WASHINGTON >> A Supreme Court with a reconstituted conservative majority is taking on a new case with the potential to financially cripple Democratic-leaning labor unions that represent government workers. The justices deadlocked 4-4 in a similar case last year.
The high court agreed today to again consider a free-speech challenge from workers who object to paying money to unions they don’t support.
The court could decide to overturn a 40-year-old Supreme Court ruling that allows public sector unions to collect fees from non-members to cover the costs of negotiating contracts for all employees.
The latest appeal is from a state employee in Illinois. It was filed at the Supreme Court just two months after Justice Neil Gorsuch filled the high court seat that had been vacant since Justice Antonin Scalia’s death.
The stakes are high. Union membership in the U.S. declined to just 10.7 percent of the workforce last year, and the ranks of private-sector unions have been especially hard hit.
About half of all union members now work for federal, state and local governments, and many are in states like Illinois, New York, and California that are largely Democratic and seen as friendly toward unions.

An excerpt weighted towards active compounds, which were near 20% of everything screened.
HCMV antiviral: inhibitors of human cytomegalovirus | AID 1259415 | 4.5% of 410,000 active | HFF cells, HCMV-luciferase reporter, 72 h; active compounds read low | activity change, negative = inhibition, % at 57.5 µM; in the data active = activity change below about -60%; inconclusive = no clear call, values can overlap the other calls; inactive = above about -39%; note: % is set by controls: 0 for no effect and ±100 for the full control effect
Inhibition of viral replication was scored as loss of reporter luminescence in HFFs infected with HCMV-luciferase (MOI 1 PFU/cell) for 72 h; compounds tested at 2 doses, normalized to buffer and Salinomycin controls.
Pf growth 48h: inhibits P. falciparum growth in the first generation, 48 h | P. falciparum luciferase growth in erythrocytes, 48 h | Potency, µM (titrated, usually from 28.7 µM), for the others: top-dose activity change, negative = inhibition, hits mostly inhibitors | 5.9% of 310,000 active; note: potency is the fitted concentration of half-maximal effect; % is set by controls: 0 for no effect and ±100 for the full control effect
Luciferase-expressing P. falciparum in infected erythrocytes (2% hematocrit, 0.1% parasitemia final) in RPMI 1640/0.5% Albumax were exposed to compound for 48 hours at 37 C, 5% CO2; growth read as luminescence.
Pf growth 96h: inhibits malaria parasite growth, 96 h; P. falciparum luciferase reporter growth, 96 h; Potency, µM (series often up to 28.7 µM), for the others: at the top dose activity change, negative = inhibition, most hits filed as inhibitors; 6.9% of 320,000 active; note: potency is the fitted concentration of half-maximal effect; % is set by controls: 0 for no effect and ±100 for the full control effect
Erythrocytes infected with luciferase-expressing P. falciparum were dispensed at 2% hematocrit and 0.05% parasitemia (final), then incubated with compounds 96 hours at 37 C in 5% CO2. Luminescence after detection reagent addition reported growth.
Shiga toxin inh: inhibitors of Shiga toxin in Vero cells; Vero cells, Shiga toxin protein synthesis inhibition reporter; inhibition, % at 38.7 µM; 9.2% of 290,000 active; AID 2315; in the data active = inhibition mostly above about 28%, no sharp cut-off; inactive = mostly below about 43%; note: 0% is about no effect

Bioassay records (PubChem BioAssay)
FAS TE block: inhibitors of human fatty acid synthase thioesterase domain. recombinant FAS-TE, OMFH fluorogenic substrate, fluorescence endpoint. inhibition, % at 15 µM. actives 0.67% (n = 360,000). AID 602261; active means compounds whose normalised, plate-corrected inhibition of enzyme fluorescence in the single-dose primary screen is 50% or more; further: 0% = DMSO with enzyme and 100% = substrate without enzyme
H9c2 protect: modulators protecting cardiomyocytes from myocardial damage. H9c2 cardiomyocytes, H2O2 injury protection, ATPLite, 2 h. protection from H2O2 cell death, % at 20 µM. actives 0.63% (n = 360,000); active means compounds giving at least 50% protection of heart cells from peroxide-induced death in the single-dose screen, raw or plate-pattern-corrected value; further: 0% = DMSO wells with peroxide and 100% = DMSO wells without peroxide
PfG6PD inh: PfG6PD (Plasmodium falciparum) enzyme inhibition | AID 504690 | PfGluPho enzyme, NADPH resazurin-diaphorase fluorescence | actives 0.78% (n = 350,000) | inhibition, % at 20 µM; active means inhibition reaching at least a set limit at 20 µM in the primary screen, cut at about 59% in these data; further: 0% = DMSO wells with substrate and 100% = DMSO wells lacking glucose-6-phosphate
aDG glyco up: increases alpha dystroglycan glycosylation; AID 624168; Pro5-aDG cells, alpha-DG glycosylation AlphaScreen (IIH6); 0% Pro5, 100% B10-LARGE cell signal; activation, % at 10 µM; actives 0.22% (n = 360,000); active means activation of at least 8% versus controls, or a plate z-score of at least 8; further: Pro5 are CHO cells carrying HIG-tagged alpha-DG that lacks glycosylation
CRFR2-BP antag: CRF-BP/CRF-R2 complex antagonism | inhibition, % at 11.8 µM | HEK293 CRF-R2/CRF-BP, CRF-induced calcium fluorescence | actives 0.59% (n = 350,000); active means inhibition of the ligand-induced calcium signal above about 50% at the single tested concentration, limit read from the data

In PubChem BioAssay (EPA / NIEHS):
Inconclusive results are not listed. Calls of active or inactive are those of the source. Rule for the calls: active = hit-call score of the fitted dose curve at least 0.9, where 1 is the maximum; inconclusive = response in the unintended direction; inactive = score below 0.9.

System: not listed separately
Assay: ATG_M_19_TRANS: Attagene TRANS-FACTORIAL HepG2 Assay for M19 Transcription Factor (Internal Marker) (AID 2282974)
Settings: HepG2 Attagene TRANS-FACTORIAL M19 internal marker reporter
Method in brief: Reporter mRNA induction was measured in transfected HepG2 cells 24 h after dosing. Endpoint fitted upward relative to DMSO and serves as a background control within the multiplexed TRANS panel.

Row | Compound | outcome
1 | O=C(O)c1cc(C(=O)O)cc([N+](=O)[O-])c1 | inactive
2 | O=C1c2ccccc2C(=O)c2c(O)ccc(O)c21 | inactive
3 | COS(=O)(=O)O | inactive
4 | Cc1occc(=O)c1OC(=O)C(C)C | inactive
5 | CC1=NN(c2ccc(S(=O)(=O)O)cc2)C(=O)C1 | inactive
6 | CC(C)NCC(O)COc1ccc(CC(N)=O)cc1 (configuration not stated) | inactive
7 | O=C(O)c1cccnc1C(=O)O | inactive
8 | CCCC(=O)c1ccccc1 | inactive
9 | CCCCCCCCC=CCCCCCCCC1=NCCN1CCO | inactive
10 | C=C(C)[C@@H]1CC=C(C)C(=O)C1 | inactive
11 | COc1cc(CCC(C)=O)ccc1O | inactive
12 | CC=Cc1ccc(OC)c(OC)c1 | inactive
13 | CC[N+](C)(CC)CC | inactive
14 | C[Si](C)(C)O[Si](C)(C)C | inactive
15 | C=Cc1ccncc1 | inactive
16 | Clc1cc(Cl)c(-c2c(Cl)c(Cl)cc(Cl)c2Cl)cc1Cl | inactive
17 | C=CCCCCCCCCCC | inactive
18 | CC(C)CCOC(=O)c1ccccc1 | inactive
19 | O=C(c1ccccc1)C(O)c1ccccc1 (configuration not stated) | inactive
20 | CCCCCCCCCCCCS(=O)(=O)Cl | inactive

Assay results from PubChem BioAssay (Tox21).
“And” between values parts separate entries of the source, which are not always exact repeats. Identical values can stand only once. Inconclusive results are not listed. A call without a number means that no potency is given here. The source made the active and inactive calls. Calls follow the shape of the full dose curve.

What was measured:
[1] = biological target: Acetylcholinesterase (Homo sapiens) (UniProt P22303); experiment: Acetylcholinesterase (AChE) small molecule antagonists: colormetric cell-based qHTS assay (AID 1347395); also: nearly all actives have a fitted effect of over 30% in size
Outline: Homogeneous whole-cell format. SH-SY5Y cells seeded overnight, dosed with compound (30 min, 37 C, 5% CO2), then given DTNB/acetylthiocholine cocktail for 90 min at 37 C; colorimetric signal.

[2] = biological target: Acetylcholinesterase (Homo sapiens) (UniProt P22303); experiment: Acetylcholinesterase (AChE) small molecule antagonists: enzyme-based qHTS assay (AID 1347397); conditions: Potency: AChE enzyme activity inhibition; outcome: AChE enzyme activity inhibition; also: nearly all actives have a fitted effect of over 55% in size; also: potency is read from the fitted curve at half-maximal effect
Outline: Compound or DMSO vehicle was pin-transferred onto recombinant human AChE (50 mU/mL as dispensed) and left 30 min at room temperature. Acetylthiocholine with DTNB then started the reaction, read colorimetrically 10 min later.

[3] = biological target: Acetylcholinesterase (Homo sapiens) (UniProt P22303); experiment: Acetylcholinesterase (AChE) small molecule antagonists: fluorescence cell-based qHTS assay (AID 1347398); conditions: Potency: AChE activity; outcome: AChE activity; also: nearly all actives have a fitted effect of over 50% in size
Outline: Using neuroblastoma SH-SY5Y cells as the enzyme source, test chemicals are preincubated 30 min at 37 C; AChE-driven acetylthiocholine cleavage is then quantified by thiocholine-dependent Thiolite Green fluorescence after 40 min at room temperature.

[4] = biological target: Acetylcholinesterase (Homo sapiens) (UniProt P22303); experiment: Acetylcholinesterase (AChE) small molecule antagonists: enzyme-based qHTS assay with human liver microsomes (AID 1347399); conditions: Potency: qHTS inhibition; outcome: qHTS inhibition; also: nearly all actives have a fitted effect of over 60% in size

The Illinois case involves Mark Janus, a state employee who says Illinois law violates his free speech rights by requiring him to pay fees subsidizing a union he doesn’t support, the American Federation of State, County and Municipal Employees. About half the states have similar laws covering so-called “fair share” fees that cover bargaining costs for non-members.
Janus is seeking to overturn a 1977 Supreme Court case, Abood v. Detroit Board of Education, that said public workers who refuse to join a union can still be required to pay for bargaining costs, as long as the fees don’t go toward political purposes. The arrangement was supposed to prevent non-members from “free riding,” since the union has a legal duty to represent all workers.
A federal appeals court in Chicago rejected Janus’ claim in March. Gorsuch was confirmed in April and the appeal was filed in June.
The justices will hear argument in the winter.